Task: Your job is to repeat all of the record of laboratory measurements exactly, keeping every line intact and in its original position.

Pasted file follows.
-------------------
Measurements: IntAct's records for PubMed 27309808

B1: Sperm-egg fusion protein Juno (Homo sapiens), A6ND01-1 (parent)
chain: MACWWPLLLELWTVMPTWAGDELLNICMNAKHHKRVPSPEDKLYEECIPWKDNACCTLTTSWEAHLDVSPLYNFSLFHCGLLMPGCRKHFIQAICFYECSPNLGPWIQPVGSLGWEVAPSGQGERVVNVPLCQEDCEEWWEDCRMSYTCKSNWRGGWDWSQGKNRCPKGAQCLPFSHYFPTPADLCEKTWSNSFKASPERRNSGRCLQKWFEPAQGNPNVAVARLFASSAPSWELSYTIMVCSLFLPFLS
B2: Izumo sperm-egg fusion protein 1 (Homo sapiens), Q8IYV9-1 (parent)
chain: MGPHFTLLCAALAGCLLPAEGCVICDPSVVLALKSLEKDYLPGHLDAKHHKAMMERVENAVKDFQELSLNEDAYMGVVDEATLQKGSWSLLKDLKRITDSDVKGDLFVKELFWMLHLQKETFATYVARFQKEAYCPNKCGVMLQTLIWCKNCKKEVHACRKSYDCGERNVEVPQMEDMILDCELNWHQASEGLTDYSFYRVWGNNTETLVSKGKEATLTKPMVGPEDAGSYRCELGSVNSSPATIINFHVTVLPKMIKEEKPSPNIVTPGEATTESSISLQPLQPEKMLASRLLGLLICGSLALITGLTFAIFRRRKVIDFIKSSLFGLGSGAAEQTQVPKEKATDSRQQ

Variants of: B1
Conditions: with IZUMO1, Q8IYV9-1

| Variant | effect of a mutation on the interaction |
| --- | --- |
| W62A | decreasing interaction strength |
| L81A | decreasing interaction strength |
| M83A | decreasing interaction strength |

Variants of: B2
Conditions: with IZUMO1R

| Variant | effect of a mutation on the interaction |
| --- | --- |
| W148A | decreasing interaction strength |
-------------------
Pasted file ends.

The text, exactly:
Measurements: IntAct's records for PubMed 27309808

B1: Sperm-egg fusion protein Juno (Homo sapiens), A6ND01-1 (parent)
chain: MACWWPLLLELWTVMPTWAGDELLNICMNAKHHKRVPSPEDKLYEECIPWKDNACCTLTTSWEAHLDVSPLYNFSLFHCGLLMPGCRKHFIQAICFYECSPNLGPWIQPVGSLGWEVAPSGQGERVVNVPLCQEDCEEWWEDCRMSYTCKSNWRGGWDWSQGKNRCPKGAQCLPFSHYFPTPADLCEKTWSNSFKASPERRNSGRCLQKWFEPAQGNPNVAVARLFASSAPSWELSYTIMVCSLFLPFLS
B2: Izumo sperm-egg fusion protein 1 (Homo sapiens), Q8IYV9-1 (parent)
chain: MGPHFTLLCAALAGCLLPAEGCVICDPSVVLALKSLEKDYLPGHLDAKHHKAMMERVENAVKDFQELSLNEDAYMGVVDEATLQKGSWSLLKDLKRITDSDVKGDLFVKELFWMLHLQKETFATYVARFQKEAYCPNKCGVMLQTLIWCKNCKKEVHACRKSYDCGERNVEVPQMEDMILDCELNWHQASEGLTDYSFYRVWGNNTETLVSKGKEATLTKPMVGPEDAGSYRCELGSVNSSPATIINFHVTVLPKMIKEEKPSPNIVTPGEATTESSISLQPLQPEKMLASRLLGLLICGSLALITGLTFAIFRRRKVIDFIKSSLFGLGSGAAEQTQVPKEKATDSRQQ

Variants of: B1
Conditions: with IZUMO1, Q8IYV9-1

| Variant | effect of a mutation on the interaction |
| --- | --- |
| W62A | decreasing interaction strength |
| L81A | decreasing interaction strength |
| M83A | decreasing interaction strength |

Variants of: B2
Conditions: with IZUMO1R

| Variant | effect of a mutation on the interaction |
| --- | --- |
| W148A | decreasing interaction strength |